neuro eval lect 5a

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neuro eval lect 5a
2012-10-18 17:17:28
neuro eval lect

neuro eval lect 5a
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  1. communication def
    • exchange of info thru common network or system of symbols
    • speech is the art of communication
  2. language def
    • formal set of rules used in communication for formation and transfrer of info by way of symbols
    • can be verbal, speech, or non-verbal communication
  3. examples of non-verbal communication
    hand gestures, sign language, eye contact, body language, written info, facial expresuions, gestures, nodding, intonation/pitch/loudness of voice
  4. most CVAs are where?
    L side - in L middle cerebral artery
  5. receptive vs expressive language function
    • receptive: hearing, comprehension, thought/word finding (when you're listening to someone and have to figure out what word she used)
    • expressive: thought/word finding, voice production, articulation
  6. sensory components of language
    • visual (ASL, watching nonverbal cues)
    • auditory
  7. motor components of lang
    • oral
    • written
    • gestures -- someone with expressive aphasia may need to use writing or gestures or
    • symbols
  8. neuroanatomy of lang - primary auditory sensory area
    Area 41 of Sub Temporal Gyrus (Heschi’s Gyrus)
  9. neuroanatomy of lang - auditory association cortices for sensory of hearing
    Area 42 of Sup Temporal Gyrus (Heschi’s Gyrus)

    Wernicke’s area – Post portion of area 22 of superior Temporal Gyrus
  10. neuroanatomy - primary area for motor function of lang
    Broca's area: located in frontal lobe near primary motor cortex
  11. Broca's area is responsible for ...
    • speech
    • puts together info in front of brain on what you want to say
    • coordinating the control of speech (speed of mouth, tongue movements, tone of voice, volume, etc)
  12. arcuate fasciculus
    connects Broca's area and Wernicke's area, carrying communication btwn them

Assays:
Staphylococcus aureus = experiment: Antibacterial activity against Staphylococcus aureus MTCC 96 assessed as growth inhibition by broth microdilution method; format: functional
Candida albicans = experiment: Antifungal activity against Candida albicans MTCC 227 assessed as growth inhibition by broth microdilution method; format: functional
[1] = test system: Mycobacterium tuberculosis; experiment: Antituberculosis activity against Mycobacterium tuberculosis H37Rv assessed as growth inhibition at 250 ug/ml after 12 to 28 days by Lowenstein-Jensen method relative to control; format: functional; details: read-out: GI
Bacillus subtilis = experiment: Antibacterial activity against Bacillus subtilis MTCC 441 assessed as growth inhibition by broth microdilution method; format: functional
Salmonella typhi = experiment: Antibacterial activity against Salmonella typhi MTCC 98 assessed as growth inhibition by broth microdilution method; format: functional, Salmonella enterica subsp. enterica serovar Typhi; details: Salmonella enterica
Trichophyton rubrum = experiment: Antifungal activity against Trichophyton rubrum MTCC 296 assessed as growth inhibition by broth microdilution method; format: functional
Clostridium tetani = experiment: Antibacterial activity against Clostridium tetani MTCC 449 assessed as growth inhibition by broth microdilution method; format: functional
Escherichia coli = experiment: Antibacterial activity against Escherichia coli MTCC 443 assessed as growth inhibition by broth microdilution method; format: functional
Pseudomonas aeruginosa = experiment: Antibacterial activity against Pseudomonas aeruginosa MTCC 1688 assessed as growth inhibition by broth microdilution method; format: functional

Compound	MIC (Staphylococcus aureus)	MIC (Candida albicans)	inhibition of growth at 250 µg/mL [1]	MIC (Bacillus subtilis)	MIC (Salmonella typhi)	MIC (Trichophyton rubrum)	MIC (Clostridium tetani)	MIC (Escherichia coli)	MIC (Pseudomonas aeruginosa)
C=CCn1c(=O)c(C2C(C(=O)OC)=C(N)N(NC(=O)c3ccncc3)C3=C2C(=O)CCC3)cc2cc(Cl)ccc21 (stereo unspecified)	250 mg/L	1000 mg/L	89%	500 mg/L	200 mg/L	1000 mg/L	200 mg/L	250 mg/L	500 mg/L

13. logorrhea
    verbal diarrhea
  14. Wernicke's aphasia aka fluent aphasia
    • problem with the receiving of language, both spoken and written
    • pt can't understand the written and/or spoken word despite intact hearing and vision
    • pt's speech is illogical sequence of words, though you might be able to pick out the intent - pt is unable to self-monitor this logorrhea
    • a construction, not production, problem
    • pt knows she's not making sense, so it's pretty frustrating for her
  15. tests for visual sensory language dysfunction
    ask pt to read a word on a flashcard or read a written passage
  16. test for expressive aphasia
    ask pt to asociate  word w a picture on a card ("is this a pic of a bird?")
  17. test for auditory sensory language problems
    • say "point to..." the door, window, etc
    • say "repeat what I say"
  18. auditory sensory lang problems
    inability to recognize speech sounds or comprehend the spoken word
  19. expressive/motor aphasia aka __ or __
    • Broca's aphasia
    • non-fluent aphasia
  20. expressive/motor aphasia def
    • inability to produce word or words, but no problem with motor apparatus of speech
    • pt will appear to hesitate, try to adjust for errors
    • ranges from small word problems to complete loss of speech
    • HOWEVER can comprehend just fine, so the pt will be aware of her sounds and be hesitant to hopen her mouth
    • common in pt's w CVA
  21. odd quirk of expressive/motor aphasia
    • automatic language is usually in tact (ie singing)
    • can't write, can paint
  22. testing oral problems for pts w Broca's aphasia
    • pt appears to know what to say but can't get words out
    • test: listen to speach repetoir and ask pt to repeat what you say
  23. testing written problems for pts w Broca's aphasia
    • ask pt to write a thought or phrase
    • pt may have agraphia
  24. agraphia
    • seen in pts w Broca's aphasia
    • can't write or print words despite strength and coordination in UE intact
  25. global aphasia
    both systems - Wernicke's and Broca's affected, so it's a combo of sensory and expressive aphasia
  26. global aphasia is most likely due to ...? associated with...? __ can be retained?
    • a large cortical lesion (MCA)
    • hemiparesis
    • ability to gesture
  27. test for global aphasia
    • communication w gestures: test this w observation of whether pt understands your gestures.
    • pt may not be able to intentionally formulate and respond w gestures, but may be able to make spontaneous meaningful gestures (pointing to water when thirsty)
  28. conduction aphasia due to what pathology in anatomy?
    discruption of arcuate fasciculus
  29. conduction aphasia - what's intact? what's lost?
    • (pretty rare)
    • speech is intact
    • primary deficit is seen in repetition, paraphasias (reordering words or switching first letters of words), and substitutions (umbrella where she meant elevator)
  30. test for conduction aphasia
    ask pt to repeat a series of words, gradually increasing the difficulty